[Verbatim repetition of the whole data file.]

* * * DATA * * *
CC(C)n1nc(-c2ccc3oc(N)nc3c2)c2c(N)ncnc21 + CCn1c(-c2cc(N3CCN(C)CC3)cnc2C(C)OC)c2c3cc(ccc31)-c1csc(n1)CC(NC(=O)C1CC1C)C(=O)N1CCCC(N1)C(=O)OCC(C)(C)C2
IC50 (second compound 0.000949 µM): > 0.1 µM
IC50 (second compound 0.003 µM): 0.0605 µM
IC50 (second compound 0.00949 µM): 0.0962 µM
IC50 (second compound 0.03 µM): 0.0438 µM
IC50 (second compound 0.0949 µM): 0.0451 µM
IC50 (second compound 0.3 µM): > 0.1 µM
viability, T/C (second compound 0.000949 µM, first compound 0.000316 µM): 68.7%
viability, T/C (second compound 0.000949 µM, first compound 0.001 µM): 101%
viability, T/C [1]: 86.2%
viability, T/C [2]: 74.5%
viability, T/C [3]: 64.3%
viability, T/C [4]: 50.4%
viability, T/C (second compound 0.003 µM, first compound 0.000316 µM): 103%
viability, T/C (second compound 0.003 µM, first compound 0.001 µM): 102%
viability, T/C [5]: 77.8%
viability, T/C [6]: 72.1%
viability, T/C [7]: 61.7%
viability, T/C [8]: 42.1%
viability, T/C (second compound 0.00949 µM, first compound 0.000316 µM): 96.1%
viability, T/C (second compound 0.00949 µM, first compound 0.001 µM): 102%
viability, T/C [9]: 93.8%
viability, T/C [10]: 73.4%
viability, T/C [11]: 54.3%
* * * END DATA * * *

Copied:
CC(C)n1nc(-c2ccc3oc(N)nc3c2)c2c(N)ncnc21 + CCn1c(-c2cc(N3CCN(C)CC3)cnc2C(C)OC)c2c3cc(ccc31)-c1csc(n1)CC(NC(=O)C1CC1C)C(=O)N1CCCC(N1)C(=O)OCC(C)(C)C2
IC50 (second compound 0.000949 µM): > 0.1 µM
IC50 (second compound 0.003 µM): 0.0605 µM
IC50 (second compound 0.00949 µM): 0.0962 µM
IC50 (second compound 0.03 µM): 0.0438 µM
IC50 (second compound 0.0949 µM): 0.0451 µM
IC50 (second compound 0.3 µM): > 0.1 µM
viability, T/C (second compound 0.000949 µM, first compound 0.000316 µM): 68.7%
viability, T/C (second compound 0.000949 µM, first compound 0.001 µM): 101%
viability, T/C [1]: 86.2%
viability, T/C [2]: 74.5%
viability, T/C [3]: 64.3%
viability, T/C [4]: 50.4%
viability, T/C (second compound 0.003 µM, first compound 0.000316 µM): 103%
viability, T/C (second compound 0.003 µM, first compound 0.001 µM): 102%
viability, T/C [5]: 77.8%
viability, T/C [6]: 72.1%
viability, T/C [7]: 61.7%
viability, T/C [8]: 42.1%
viability, T/C (second compound 0.00949 µM, first compound 0.000316 µM): 96.1%
viability, T/C (second compound 0.00949 µM, first compound 0.001 µM): 102%
viability, T/C [9]: 93.8%
viability, T/C [10]: 73.4%
viability, T/C [11]: 54.3%